People collect many things — some amass different coins, records, and even dolls. I’m a collector of jewellery.
I remember my aunt’s jewellery box, which I dubbed the “treasure chest.” It was a little wooden box with three drawers. Whenever I visited my aunt, I would rummage through the box, not to take anything but to appreciate its contents. It was a heap of precious goods: beaded necklaces tangled into knots, separate pairs of earrings, and silver bangles that clinked like music.
In a couple of years, I discovered Claire’s, which enamoured me as soon as I stepped into that purple-painted room. As I got older, I grew out of Claire’s and discovered the world of vintage jewellery. Vintage jewellery has a special place in my heart due to its beautiful attention to detail and history. While jewellery fads oscillate, vintage pieces remain classically beautiful. I like to imagine who owned the piece before me and their story. Over time, I curated a box just as messy and full as my aunt’s.
I have always been drawn to jewellery for many reasons: self expression, sentiment, function, and also because I have the mind of a magpie: I like shiny things.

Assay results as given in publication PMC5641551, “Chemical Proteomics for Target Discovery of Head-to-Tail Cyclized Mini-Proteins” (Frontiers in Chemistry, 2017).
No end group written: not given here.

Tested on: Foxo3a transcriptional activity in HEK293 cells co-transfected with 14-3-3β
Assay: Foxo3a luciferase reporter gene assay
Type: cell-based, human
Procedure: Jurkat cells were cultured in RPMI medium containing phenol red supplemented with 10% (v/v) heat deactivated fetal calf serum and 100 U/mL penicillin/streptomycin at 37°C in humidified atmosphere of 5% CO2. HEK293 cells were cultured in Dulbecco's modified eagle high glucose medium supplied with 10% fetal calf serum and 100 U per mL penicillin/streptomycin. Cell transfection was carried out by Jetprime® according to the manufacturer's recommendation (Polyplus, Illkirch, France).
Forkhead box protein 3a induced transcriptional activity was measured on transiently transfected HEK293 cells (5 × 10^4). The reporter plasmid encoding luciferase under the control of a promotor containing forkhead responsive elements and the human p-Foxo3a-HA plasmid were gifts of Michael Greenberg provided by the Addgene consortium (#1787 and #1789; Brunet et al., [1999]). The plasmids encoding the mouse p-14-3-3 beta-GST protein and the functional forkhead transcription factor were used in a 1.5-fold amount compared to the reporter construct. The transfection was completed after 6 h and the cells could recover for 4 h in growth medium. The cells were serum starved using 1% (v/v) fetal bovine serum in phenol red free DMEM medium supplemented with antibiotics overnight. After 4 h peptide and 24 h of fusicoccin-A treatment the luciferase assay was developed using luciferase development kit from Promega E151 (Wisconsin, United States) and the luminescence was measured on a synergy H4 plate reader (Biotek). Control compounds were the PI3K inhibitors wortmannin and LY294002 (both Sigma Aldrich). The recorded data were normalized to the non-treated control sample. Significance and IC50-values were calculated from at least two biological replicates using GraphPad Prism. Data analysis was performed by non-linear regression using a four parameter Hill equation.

The history of jewellery
Jewellery has an extensive historical context; the earliest recorded human-made jewellery is dated to around 25,000 years ago. Fashion and jewellery are not meaningless. Their complex and thoughtful fabrications reflect different ways of life in all areas of the world, as Miranda Priestly iconically details in The Devil Wears Prada.
In fact, you can dissect jewellery the same way an anthropologist could examine cave drawings. For example, some of the earliest civilizations we can study have created beautiful talismans representing good luck, protection, and other meanings that transcend time. Across the world, jewellery varies greatly in style and fabrication, but all have similar intentions to protect, remind, or symbolize something to the wearer — think Katniss Everdeen’s Mockingjay pin in The Hunger Games.